These aren't trivial differences - the type of company matters and idealistic 'anyone can do anything if they put their mind to it' talk isn't altogether helpful in trying to explore the practical realities of the issue.
     
  11. Sep 1, 2008 #10

    russ_watters

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    An anecdote as a demonstration of what I'm talking about:

    My father rose through a major industrial gas company to become President of a subsidiary of the company. He had no real shot at running the parent company, as it was based in Germany, but he probably could have been a director of American operations or something. In any case, being near the top of a company with 100,000 (that's a guess) worldwide employees wasn't what he wanted. He wanted his own company, not to run someone else's. And he wanted it small. So he quit and found a budding industry in energy cost consulting and started a company. That was 15 years ago, he's never had a full time employee, and he's never worked out of anywhere but his spare bedroom, the breakfast room (they had a computer in there) or the living room couch. He makes a great living and as he trys to retire, he slowly slows down (he works at whatever pace he wants), and picks clients adjacent to good golf courses and ski areas (ski areas actually make great clients for that kind of business). He couldn't have been happier with how it worked out.

    Now his engineering and business education helped with the mindset and general knowledge but the particulars of the fields he was in didn't much matter (perhaps that's what you mean). But picking the right industry was critical in matching the type of company he wanted to his particular skills and ambitions.
     
  12. Sep 2, 2008 #11
    Hi Russ -

    I guess I'm trying to make two points. First, in place of "idealistic 'anyone can do anything if they put their mind to it' talk," I don't think that everyone can do that - it is hard to put your mind to something day in and out. That's one reason why most new businesses fail in a short time. As a kind of corrollary, I think successful businesses are run by people who are able to stick to it and work hard every day at it.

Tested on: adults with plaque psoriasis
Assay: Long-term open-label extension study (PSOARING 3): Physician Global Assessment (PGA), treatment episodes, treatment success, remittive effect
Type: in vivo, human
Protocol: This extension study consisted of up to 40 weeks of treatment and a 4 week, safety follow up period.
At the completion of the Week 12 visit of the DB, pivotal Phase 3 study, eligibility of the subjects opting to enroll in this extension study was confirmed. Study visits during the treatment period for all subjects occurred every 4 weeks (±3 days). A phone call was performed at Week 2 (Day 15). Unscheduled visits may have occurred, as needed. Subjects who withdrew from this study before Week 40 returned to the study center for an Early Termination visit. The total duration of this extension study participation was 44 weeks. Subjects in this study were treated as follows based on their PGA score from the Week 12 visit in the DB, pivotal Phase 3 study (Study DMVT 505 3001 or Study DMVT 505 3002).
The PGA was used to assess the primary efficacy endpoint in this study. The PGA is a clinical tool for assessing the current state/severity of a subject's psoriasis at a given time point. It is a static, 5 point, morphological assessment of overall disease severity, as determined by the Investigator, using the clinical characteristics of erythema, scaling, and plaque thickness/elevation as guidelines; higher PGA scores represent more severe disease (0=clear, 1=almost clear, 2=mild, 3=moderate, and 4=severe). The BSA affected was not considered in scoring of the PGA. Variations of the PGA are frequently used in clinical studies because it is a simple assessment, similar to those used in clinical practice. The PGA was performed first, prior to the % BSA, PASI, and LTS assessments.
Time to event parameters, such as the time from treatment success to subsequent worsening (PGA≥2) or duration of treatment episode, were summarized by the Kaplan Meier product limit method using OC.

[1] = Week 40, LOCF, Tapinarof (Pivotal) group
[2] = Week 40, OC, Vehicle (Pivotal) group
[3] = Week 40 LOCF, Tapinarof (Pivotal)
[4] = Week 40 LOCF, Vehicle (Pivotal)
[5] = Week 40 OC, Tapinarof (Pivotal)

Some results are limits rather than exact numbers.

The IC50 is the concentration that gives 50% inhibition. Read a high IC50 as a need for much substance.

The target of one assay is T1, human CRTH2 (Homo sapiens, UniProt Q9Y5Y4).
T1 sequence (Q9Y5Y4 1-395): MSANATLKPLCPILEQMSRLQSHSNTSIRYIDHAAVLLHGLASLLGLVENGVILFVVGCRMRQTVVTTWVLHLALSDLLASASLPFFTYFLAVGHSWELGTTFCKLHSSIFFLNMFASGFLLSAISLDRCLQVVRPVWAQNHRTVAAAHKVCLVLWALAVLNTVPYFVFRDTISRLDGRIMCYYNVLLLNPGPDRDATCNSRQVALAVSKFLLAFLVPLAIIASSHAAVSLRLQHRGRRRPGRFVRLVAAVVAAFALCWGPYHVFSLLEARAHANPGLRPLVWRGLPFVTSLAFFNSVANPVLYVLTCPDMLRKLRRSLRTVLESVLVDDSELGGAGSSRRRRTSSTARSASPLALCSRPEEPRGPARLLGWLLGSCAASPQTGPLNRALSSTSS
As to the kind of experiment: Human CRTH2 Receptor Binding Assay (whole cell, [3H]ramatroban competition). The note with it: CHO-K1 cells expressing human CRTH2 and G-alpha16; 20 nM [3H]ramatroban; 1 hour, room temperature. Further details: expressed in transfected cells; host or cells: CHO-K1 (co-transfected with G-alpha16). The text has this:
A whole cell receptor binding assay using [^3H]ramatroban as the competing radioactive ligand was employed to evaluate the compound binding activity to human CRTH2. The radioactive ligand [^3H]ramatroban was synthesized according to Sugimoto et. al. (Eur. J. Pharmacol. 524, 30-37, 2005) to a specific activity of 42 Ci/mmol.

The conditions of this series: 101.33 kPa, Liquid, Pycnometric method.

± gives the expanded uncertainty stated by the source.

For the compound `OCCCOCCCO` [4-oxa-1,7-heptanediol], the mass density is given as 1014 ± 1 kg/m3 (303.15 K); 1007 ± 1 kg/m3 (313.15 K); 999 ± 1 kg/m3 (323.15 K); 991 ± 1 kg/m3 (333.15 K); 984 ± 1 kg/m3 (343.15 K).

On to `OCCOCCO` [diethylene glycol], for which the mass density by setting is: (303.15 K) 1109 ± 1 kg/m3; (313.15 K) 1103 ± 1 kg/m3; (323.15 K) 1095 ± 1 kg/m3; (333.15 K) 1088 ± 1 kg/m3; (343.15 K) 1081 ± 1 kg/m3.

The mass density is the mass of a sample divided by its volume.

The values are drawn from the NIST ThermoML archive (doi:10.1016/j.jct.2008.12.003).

My second point is, most people don't use what they learned in school as part of their everyday work. Some do, but many don't (even many engineering majors).

    No doubt that you're right about the type and the size of business making a big difference.
     
  13. Mar 13, 2009 #12
    Hi. I am new here and I stumbled across this forum and believe that I will finally be enlightened regarding my worry. I hope this is the correct place to ask.

    I have just completed A-levels. And I got a C+ for my Math (not further math), a C for Physics and C for Chemistry.

    The thing is, Civil Engineering has been in my consideration for quite some time. And based on my results (interest aside) do I really have what it takes to be a Civil Engineer?

    I don't want to pursue it and end up regretting. And i am not asking you all to decide for me of course. i just wanna seek some opinions from anyone experienced here and to think through all opinions before i make my decision. Thank you.